Across the countries covered (and allowing for differing definitions of sectors), the sectors most affected by industrial action over 2000-4 were probably transport and communications (with railways often playing a major role) and industry/manufacturing (with metalworking particularly prominent within this category). The broad public sector (with healthcare and social work and education particularly prominent) was close behind. Construction is also important in countries such as Cyprus and Spain. Private sector services did not figure very often in the top three sectors in most countries, though with exceptions such as hotels/restaurants in Cyprus and Norway, finance in Finland, Ireland, Italy and Malta, and commerce/retail in Germany and Slovenia. In some countries, particular sectors which were not prominent elsewhere featured highly in particular years, such as mining in Bulgaria and Poland, forestry in the Czech Republic and Finland, fishing in Portugal and oil/gas production in Norway. Although the nature of the data does not always allow the private and public sectors to be distinguished, it appears that the distribution of industrial action between the two varies considerably between the countries. For example, countries where a relatively high proportion of the most strike-prone industries are in the public sector include Austria, Bulgaria, Estonia, France, Latvia, Lithuania, Poland and the UK, while the private sector seems more prominent in countries such as Cyprus, the Czech Republic, Finland, Germany, Slovenia and Spain.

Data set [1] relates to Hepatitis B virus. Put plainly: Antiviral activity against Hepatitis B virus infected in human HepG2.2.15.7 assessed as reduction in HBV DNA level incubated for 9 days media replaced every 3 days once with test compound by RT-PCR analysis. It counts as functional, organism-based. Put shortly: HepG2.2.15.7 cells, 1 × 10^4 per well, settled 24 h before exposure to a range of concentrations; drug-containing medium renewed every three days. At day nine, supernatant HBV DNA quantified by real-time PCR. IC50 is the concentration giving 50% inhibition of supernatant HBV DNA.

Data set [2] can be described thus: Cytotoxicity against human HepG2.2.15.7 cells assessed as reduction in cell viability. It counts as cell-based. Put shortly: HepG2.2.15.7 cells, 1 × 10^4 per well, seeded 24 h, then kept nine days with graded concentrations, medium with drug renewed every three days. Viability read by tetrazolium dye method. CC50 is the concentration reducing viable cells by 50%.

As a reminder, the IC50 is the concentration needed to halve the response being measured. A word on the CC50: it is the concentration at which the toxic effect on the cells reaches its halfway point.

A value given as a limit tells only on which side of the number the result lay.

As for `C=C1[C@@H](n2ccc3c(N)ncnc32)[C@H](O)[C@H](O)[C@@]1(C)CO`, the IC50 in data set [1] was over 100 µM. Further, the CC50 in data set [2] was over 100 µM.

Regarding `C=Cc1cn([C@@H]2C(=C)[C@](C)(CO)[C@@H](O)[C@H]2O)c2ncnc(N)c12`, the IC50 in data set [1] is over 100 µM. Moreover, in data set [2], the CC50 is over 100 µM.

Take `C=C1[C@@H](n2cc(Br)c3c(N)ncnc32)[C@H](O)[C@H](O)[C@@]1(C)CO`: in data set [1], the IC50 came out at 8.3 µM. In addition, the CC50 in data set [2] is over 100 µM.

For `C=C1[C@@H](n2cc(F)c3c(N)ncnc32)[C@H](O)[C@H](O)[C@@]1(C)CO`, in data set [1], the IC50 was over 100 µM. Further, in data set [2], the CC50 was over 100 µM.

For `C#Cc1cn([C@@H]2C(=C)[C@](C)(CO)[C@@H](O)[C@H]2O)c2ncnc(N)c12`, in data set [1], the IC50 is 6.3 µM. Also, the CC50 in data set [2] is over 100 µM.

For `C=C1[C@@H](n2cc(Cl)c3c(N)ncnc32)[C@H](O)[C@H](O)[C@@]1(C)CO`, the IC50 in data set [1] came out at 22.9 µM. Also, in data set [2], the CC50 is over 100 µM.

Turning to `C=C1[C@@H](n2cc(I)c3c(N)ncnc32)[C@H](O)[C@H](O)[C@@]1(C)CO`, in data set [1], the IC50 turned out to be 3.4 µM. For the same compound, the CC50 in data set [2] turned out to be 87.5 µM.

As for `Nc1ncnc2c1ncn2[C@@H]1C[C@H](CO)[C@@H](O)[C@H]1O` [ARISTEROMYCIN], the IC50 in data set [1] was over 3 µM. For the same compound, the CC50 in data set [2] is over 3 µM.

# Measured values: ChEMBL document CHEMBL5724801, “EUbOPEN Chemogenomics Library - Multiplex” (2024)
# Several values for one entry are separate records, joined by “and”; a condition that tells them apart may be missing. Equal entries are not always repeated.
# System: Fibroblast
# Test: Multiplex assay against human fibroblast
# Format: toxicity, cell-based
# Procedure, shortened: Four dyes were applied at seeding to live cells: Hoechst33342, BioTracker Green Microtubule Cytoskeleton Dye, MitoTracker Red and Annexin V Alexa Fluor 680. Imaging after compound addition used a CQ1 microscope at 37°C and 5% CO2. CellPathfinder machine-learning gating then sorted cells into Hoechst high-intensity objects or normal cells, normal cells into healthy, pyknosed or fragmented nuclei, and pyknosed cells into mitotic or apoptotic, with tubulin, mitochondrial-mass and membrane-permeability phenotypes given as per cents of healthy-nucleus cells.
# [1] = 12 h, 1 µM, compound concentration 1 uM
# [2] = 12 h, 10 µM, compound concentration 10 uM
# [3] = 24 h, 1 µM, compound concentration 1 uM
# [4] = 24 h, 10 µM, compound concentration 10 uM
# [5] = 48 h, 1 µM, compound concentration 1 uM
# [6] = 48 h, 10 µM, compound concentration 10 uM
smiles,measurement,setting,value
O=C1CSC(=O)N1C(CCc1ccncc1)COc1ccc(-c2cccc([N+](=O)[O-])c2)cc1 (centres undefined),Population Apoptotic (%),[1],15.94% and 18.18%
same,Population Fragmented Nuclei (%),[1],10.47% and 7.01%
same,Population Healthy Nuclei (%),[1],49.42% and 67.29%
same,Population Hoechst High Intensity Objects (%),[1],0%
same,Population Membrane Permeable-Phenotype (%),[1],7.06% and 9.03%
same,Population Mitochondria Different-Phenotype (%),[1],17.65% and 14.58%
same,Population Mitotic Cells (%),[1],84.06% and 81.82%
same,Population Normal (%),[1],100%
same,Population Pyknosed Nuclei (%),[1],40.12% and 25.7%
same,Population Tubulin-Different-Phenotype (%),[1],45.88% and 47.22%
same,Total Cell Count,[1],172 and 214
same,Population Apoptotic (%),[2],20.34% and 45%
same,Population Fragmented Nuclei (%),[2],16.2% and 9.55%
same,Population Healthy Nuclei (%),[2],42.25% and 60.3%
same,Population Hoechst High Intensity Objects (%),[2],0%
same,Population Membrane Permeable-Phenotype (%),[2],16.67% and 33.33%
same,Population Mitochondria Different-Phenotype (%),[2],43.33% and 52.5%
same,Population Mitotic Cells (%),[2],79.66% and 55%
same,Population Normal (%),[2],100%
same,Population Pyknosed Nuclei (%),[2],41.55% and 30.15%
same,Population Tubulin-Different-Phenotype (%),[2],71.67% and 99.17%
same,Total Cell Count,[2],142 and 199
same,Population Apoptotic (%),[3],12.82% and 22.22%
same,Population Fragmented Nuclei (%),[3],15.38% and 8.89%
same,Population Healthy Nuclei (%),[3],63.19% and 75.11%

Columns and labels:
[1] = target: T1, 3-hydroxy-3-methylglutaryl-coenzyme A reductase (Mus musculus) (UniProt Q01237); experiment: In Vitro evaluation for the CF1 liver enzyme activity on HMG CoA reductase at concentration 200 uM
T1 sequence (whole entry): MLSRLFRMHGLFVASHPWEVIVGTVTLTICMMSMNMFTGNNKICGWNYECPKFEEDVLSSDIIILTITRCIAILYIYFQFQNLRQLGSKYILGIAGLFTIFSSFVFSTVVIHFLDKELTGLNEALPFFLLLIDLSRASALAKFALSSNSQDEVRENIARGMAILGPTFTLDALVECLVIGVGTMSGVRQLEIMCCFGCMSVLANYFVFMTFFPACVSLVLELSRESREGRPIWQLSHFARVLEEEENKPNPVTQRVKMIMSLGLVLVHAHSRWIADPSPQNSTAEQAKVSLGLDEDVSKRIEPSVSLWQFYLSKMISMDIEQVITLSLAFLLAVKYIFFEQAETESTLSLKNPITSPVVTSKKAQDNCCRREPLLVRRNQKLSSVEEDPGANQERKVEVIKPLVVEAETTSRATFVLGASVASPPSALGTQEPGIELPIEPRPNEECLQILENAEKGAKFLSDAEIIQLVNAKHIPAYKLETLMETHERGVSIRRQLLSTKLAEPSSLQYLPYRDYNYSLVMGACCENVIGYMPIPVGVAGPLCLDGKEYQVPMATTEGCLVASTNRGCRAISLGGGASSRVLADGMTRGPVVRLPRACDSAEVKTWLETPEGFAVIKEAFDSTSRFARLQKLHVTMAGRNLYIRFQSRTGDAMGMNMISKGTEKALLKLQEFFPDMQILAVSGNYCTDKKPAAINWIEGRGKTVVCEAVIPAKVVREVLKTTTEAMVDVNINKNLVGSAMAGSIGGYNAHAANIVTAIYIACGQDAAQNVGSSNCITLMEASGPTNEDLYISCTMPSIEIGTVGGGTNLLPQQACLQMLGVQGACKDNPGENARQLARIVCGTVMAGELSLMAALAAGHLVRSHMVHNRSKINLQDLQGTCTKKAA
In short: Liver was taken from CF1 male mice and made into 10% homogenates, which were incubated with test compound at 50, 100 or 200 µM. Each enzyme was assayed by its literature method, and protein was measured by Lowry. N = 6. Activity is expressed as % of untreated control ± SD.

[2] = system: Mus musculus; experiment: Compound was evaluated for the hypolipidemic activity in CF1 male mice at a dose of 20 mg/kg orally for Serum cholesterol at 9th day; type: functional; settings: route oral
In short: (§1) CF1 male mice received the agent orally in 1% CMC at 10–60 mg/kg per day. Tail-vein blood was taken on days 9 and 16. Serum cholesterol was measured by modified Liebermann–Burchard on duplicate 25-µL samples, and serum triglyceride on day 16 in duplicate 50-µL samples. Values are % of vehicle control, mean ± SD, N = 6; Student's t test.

Table 5 indicates the extent to which a particular sector may dominate the industrial action figures in a particular year. For example, a single sector accounted for half or more of all working days lost in: Belgium in 2002 (manufacturing); Finland in 2000 (paper industry), 2001 (healthcare) and 2002 (construction); France in 2000-1 (civil service); Germany in 2001 and 2003 (car manufacturing); Ireland in 2001 (education); Lithuania in 2000-1 (education); Malta in 2000 (banking) and 2001 (independent statutory bodies); the Netherlands in 2001 (non-commercial services); Norway in 2000 (hotels/restaurants) and 2001 (manufacturing); and Slovenia in 2002-3 (textiles and leather processing).